-Do you recycle?
-Objection, your honor!
-All right counselor, rephrasing. Do you ASSORT your garbage?
Oh shit! That’s a tricky question always subject to judgment depending on who’s come up with this topic of discussion and the participants involved. Being honest or cheating in your answers might curse or save you for being finger pointed and criticized or preached.
I will open the debate explaining my current mixed feelings on this subject.
To start with, I reckon I’ve been assorting for a decade a least, first I started with paper, then with glass and finally plastic and organic too. It took me time and insistence till my parents started assorting and I’m proud to say they’re very committed, especially since there were proper containers available place at 5m from home.
What’s the system I follow? The basic: one bin for organic stuff, another for plastic, paper and cardboard straight to a clothing bag, and glass into another resistant bag. Sure there are better ways, but I try my best, and consider the reduced dimension of my kitchen, I’m positive it’s not so bad. The corner assigned for assorting is quite prominent, uncomfy, but it works at the time being.
Japan is the country with citizens most committed to recycling I’ve ever seen in my life. When I was there, I soon realized there were no waste bins on the streets, only outside 7-11 stores and quite few in some tube stations. I asked my friend Shingo and he explained that most people keep their trash until they arrive home, where they can assort properly.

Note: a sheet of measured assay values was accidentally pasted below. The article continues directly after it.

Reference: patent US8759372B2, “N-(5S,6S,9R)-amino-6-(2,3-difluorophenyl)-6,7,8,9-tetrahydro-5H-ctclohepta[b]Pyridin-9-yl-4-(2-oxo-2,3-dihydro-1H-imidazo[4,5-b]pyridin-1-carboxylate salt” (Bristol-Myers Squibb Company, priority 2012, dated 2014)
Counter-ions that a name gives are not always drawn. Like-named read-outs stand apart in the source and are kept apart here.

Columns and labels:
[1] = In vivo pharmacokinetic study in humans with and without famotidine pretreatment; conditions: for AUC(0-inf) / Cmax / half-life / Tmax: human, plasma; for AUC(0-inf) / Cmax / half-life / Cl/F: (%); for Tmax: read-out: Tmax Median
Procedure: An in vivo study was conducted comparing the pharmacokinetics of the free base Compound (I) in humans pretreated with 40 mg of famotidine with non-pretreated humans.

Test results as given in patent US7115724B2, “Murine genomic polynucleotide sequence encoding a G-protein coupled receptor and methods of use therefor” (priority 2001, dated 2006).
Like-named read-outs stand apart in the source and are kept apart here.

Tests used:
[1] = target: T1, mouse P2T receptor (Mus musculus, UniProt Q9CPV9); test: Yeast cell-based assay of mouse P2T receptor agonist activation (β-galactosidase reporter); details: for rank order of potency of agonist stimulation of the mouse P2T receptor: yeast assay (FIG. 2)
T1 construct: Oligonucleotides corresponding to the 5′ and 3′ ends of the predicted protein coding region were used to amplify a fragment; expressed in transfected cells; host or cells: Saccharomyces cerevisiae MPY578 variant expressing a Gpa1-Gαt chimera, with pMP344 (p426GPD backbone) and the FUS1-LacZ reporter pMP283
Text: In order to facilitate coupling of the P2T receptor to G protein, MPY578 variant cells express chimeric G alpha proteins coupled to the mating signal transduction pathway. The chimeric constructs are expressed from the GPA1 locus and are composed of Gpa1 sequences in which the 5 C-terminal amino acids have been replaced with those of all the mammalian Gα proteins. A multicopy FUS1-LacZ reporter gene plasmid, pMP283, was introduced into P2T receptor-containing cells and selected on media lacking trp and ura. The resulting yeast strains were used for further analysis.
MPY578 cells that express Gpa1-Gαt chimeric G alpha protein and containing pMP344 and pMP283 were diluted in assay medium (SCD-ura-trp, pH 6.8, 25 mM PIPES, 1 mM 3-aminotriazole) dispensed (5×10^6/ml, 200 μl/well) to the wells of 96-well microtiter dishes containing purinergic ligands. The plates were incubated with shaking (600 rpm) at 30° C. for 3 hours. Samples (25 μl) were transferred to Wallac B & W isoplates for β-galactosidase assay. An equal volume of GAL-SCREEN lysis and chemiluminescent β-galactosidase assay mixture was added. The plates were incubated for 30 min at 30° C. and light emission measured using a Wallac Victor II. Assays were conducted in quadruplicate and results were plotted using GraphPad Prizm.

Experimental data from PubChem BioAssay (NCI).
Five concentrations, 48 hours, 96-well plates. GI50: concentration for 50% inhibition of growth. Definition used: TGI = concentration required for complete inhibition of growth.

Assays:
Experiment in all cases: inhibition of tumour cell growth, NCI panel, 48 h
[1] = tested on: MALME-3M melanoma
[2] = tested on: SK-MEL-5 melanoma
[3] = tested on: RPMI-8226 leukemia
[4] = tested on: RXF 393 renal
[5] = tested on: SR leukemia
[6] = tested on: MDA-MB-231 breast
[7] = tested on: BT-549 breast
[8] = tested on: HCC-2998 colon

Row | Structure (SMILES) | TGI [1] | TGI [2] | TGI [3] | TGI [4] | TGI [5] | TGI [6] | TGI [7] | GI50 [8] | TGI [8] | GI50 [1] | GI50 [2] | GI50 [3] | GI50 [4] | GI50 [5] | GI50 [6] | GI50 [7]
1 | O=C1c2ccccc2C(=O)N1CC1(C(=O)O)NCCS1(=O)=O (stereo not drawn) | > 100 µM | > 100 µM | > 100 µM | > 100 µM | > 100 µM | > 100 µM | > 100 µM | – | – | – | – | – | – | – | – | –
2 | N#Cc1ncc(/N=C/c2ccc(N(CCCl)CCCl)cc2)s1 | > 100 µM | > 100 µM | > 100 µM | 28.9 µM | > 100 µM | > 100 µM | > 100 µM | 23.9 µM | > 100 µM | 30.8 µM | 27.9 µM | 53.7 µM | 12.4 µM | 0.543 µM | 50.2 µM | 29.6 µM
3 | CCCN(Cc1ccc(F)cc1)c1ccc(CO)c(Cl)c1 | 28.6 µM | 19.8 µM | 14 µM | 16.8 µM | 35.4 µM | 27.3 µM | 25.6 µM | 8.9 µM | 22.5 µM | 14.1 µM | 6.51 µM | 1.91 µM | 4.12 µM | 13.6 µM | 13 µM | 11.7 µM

According to some conversations and other comments read on the net, there are 10 average assorting categories Japanese must comply with (in Kamikatsu there are 44!). Citizens are educated to accomplish the rules of assorting, and if you don’t meet the expectations, you can be reported to the authorities. We are light years away from their recycling model, or let’s say routine or habit.
Things couldn’t be more different in Spain. Recycling is a subject full of gaps and not very clear to the population, and I’m not just talking of education, I mean all the waste management and proper recycling process. Private, public? At the end of the day we do not receive much feedback, nor support and of course, we’re not educated.
I still remember glass bottles returned to the convenienve store in exchange of few coins or the discount in the following purchase of bottles. That was an efficient system because we felt rewarded, and bottles were easily returned to the starting point to repeat the process.
Companies pay high taxes for waste to be recycle, and average citizen has to pay city taxes, being a part forwarded to this management. Constant rumor is that garbage is mixed upon arrival and there’s an assorting process at the recycling plant.
I’m starting to understand all these people who at some point decided to quit assorting based on the previous statement. They don’t do it because tax paid are considered to be too high, and no compensation of any kind is received.
I’ve been seriously pounding the possibility of stopping myself, but at the end of the day I go on doing as usual, because I’m so used to it, this home process is not too difficult and I know I’ll feel better better with myself.
I only ask for few things: support, information and less shitty recycling ad campaigns, which sometime cause the opposite impression in the audience,
-Yes, sir, I do. I do assort garbage.